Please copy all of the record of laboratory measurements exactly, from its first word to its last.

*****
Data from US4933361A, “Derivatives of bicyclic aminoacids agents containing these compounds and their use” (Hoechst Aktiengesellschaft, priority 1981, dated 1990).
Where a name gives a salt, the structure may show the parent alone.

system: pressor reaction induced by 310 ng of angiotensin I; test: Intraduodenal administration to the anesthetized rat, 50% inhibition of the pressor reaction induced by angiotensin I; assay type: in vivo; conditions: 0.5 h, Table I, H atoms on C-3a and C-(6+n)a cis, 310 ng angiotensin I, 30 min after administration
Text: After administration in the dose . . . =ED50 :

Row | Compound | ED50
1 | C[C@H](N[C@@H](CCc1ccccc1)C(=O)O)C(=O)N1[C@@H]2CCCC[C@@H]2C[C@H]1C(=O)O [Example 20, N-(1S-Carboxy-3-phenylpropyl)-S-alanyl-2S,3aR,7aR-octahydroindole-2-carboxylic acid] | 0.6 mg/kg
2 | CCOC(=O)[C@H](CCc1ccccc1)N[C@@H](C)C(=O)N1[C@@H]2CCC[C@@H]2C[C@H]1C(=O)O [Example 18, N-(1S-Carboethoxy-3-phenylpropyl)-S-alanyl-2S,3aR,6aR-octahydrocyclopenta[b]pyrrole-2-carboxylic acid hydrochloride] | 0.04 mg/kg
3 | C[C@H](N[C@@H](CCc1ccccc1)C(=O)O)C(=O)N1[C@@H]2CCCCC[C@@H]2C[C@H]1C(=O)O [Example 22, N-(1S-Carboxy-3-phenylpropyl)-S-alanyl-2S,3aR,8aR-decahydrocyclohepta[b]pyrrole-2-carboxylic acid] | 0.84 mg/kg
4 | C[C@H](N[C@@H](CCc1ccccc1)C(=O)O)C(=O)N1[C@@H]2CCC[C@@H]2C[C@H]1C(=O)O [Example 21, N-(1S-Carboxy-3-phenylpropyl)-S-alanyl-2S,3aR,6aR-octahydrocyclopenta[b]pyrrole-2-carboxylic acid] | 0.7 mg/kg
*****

Data from US4933361A, “Derivatives of bicyclic aminoacids agents containing these compounds and their use” (Hoechst Aktiengesellschaft, priority 1981, dated 1990).
Where a name gives a salt, the structure may show the parent alone.

system: pressor reaction induced by 310 ng of angiotensin I; test: Intraduodenal administration to the anesthetized rat, 50% inhibition of the pressor reaction induced by angiotensin I; assay type: in vivo; conditions: 0.5 h, Table I, H atoms on C-3a and C-(6+n)a cis, 310 ng angiotensin I, 30 min after administration
Text: After administration in the dose . . . =ED50 :

Row | Compound | ED50
1 | C[C@H](N[C@@H](CCc1ccccc1)C(=O)O)C(=O)N1[C@@H]2CCCC[C@@H]2C[C@H]1C(=O)O [Example 20, N-(1S-Carboxy-3-phenylpropyl)-S-alanyl-2S,3aR,7aR-octahydroindole-2-carboxylic acid] | 0.6 mg/kg
2 | CCOC(=O)[C@H](CCc1ccccc1)N[C@@H](C)C(=O)N1[C@@H]2CCC[C@@H]2C[C@H]1C(=O)O [Example 18, N-(1S-Carboethoxy-3-phenylpropyl)-S-alanyl-2S,3aR,6aR-octahydrocyclopenta[b]pyrrole-2-carboxylic acid hydrochloride] | 0.04 mg/kg
3 | C[C@H](N[C@@H](CCc1ccccc1)C(=O)O)C(=O)N1[C@@H]2CCCCC[C@@H]2C[C@H]1C(=O)O [Example 22, N-(1S-Carboxy-3-phenylpropyl)-S-alanyl-2S,3aR,8aR-decahydrocyclohepta[b]pyrrole-2-carboxylic acid] | 0.84 mg/kg
4 | C[C@H](N[C@@H](CCc1ccccc1)C(=O)O)C(=O)N1[C@@H]2CCC[C@@H]2C[C@H]1C(=O)O [Example 21, N-(1S-Carboxy-3-phenylpropyl)-S-alanyl-2S,3aR,6aR-octahydrocyclopenta[b]pyrrole-2-carboxylic acid] | 0.7 mg/kg